The Frasch process is a method to extract sulfur from underground deposits. Most of the world's sulfur was obtained this way until the late 20th century, when sulfur recovered from petroleum sources (recovered sulfur) became more commonplace. As of 2002, all Frasch sulfur mines of note have ceased operation worldwide.

Holes are drilled down through the overlying rock into the sulfur deposits. A series of concentric perforated pipes are then inserted into the drill hole. The outer pipes contain superheated steam (usually about 160 °C) which is pumped down into the deposit.

Since the melting point of sulfur is so low (115.21 °C, just a little over the boiling point of water), it readily liquefies. As the sulfur becomes molten, it is removed by pumping air down the central pipe. When the molten sulfur reaches the surface, it is pumped onto wooden blocks where the sulfur again solidifies.

The Frasch process is able to produce sulfur of very high purity, often above 99.5%.


In 1867, miners discovered sulfur in the caprock of a salt dome in Calcasieu Parish, Louisiana, but it was beneath quicksand, which prevented mining. In 1894 the German-born American chemist, Herman Frasch, devised his Frasch method of sulfur removal using pipes to bypass the quicksand. The process proved successful, on December 24, 1894, when the first molten sulfur was brought to the surface. However, the high cost of fuel needed to heat the water made the process uneconomic until the 1901 discovery of the Spindletop oil field in Texas provided cheap fuel oil to the region.[1] The Frasch process began economic production at Sulfur Mine, Louisiana in 1903.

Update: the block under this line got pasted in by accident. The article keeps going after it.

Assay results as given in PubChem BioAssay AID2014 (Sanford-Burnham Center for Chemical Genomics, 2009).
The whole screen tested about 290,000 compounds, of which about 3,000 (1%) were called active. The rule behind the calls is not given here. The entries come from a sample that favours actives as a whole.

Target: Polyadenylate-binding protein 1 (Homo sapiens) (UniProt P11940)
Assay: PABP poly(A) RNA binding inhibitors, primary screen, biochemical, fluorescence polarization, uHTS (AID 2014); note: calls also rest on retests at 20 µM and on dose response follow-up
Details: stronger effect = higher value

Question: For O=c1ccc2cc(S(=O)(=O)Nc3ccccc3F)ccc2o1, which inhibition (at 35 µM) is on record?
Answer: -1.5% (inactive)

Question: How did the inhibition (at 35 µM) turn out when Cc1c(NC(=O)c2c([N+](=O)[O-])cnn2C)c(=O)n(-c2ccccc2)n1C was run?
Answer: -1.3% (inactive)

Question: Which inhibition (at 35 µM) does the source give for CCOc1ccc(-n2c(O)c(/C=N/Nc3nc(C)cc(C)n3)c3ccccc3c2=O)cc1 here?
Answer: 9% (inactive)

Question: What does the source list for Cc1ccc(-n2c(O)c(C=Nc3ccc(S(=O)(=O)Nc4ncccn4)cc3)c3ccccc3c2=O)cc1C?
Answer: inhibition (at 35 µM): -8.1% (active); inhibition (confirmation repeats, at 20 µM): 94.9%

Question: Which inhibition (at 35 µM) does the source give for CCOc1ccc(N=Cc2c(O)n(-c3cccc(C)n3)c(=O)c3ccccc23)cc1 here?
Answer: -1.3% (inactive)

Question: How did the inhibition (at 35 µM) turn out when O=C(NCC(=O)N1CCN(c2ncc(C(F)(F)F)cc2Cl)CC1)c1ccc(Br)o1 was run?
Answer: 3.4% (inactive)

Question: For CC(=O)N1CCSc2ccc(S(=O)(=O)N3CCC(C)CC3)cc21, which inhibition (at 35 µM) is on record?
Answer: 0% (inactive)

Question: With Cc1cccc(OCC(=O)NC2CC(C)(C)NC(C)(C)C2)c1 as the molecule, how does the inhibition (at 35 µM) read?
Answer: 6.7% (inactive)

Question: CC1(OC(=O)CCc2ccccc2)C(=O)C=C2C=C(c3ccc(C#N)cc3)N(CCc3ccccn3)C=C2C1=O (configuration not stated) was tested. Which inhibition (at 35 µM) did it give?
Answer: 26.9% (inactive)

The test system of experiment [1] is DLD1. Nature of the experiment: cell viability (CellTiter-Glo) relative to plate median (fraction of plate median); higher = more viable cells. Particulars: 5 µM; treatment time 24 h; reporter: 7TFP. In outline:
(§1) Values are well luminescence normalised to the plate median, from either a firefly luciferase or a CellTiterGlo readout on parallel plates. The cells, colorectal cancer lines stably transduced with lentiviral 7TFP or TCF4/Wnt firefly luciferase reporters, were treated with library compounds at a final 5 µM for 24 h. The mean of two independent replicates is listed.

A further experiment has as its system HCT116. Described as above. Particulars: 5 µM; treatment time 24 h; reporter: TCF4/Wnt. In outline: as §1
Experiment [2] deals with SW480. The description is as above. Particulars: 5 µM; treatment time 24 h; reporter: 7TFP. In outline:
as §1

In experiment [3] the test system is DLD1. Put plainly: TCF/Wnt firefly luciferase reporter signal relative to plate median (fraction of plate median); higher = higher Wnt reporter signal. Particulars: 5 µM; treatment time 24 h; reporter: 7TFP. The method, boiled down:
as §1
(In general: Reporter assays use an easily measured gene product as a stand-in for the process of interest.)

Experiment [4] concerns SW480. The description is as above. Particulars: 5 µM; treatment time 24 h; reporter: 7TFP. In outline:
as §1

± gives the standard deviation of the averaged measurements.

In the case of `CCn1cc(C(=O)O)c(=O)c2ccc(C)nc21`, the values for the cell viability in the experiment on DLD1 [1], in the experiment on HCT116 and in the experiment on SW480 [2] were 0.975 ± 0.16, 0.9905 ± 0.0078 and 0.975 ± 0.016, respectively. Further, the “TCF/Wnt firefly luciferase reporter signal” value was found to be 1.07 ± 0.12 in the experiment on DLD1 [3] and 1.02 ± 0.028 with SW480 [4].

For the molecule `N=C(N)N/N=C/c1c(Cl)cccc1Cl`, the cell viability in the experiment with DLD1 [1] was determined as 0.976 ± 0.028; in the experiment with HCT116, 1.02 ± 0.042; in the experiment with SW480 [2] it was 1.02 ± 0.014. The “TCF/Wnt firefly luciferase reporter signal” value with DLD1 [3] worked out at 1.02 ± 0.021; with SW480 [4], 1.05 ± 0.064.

When Frasch's patent expired, the process was widely applied to similar salt-dome sulfur deposits along the US Gulf Coast. The second Frasch-process mine opened in 1912 in Brazoria County, Texas. The US Gulf Coast came to dominate world sulfur production in the early and middle 20th century.[2] However, starting in the 1970s, byproduct sulfur recovery from oil and natural gas lowered the price of sulfur and drove many Frasch-process mines out of business. The last US Frasch sulfur mine closed in 2000.[3]


  1. D'Arcy Shock (1992) "Frasch sulfur mining," in SME Mining Engineering Handbook, Society for Mining Metallurgy and Exploaration, p.1512, accessed 20 February 2009.
  2. Handbook of Texas Online: Sulfur industry, accessed 20 February 2009.
  3. Joyce A. Ober (2002) Materials Flow of Sulfur, US Geological Survey, Open-File Report 02-298, p.12, PDF file, retrieved 20 February 2009.

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